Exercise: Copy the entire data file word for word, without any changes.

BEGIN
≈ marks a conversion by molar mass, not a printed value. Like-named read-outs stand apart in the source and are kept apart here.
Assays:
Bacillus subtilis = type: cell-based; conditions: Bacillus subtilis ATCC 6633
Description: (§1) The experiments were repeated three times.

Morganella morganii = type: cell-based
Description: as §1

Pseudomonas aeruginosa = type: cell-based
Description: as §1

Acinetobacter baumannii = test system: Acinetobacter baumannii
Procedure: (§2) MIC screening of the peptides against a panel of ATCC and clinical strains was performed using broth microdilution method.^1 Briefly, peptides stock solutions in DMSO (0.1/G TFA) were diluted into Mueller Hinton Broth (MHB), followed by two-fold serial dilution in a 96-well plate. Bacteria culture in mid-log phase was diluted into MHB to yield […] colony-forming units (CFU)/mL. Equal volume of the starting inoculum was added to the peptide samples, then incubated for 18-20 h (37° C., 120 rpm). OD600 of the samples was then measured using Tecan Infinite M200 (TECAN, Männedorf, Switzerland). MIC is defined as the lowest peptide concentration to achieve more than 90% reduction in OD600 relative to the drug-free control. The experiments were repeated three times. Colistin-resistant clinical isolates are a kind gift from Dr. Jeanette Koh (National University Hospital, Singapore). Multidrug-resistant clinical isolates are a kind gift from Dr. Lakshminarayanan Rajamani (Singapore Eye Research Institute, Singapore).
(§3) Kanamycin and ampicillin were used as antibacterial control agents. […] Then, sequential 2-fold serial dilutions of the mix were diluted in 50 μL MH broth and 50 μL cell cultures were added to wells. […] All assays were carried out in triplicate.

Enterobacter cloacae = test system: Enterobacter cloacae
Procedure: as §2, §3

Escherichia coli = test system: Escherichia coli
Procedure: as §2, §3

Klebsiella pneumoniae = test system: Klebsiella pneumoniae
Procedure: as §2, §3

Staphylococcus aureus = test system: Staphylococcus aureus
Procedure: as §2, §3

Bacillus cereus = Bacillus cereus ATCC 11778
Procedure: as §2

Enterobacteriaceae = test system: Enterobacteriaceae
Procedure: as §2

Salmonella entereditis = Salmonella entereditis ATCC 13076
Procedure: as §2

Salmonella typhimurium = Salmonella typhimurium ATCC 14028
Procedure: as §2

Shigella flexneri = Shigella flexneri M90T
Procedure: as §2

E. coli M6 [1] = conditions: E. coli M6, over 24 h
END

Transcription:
≈ marks a conversion by molar mass, not a printed value. Like-named read-outs stand apart in the source and are kept apart here.
Assays:
Bacillus subtilis = type: cell-based; conditions: Bacillus subtilis ATCC 6633
Description: (§1) The experiments were repeated three times.

Morganella morganii = type: cell-based
Description: as §1

Pseudomonas aeruginosa = type: cell-based
Description: as §1

Acinetobacter baumannii = test system: Acinetobacter baumannii
Procedure: (§2) MIC screening of the peptides against a panel of ATCC and clinical strains was performed using broth microdilution method.^1 Briefly, peptides stock solutions in DMSO (0.1/G TFA) were diluted into Mueller Hinton Broth (MHB), followed by two-fold serial dilution in a 96-well plate. Bacteria culture in mid-log phase was diluted into MHB to yield […] colony-forming units (CFU)/mL. Equal volume of the starting inoculum was added to the peptide samples, then incubated for 18-20 h (37° C., 120 rpm). OD600 of the samples was then measured using Tecan Infinite M200 (TECAN, Männedorf, Switzerland). MIC is defined as the lowest peptide concentration to achieve more than 90% reduction in OD600 relative to the drug-free control. The experiments were repeated three times. Colistin-resistant clinical isolates are a kind gift from Dr. Jeanette Koh (National University Hospital, Singapore). Multidrug-resistant clinical isolates are a kind gift from Dr. Lakshminarayanan Rajamani (Singapore Eye Research Institute, Singapore).
(§3) Kanamycin and ampicillin were used as antibacterial control agents. […] Then, sequential 2-fold serial dilutions of the mix were diluted in 50 μL MH broth and 50 μL cell cultures were added to wells. […] All assays were carried out in triplicate.

Enterobacter cloacae = test system: Enterobacter cloacae
Procedure: as §2, §3

Escherichia coli = test system: Escherichia coli
Procedure: as §2, §3

Klebsiella pneumoniae = test system: Klebsiella pneumoniae
Procedure: as §2, §3

Staphylococcus aureus = test system: Staphylococcus aureus
Procedure: as §2, §3

Bacillus cereus = Bacillus cereus ATCC 11778
Procedure: as §2

Enterobacteriaceae = test system: Enterobacteriaceae
Procedure: as §2

Salmonella entereditis = Salmonella entereditis ATCC 13076
Procedure: as §2

Salmonella typhimurium = Salmonella typhimurium ATCC 14028
Procedure: as §2

Shigella flexneri = Shigella flexneri M90T
Procedure: as §2

E. coli M6 [1] = conditions: E. coli M6, over 24 h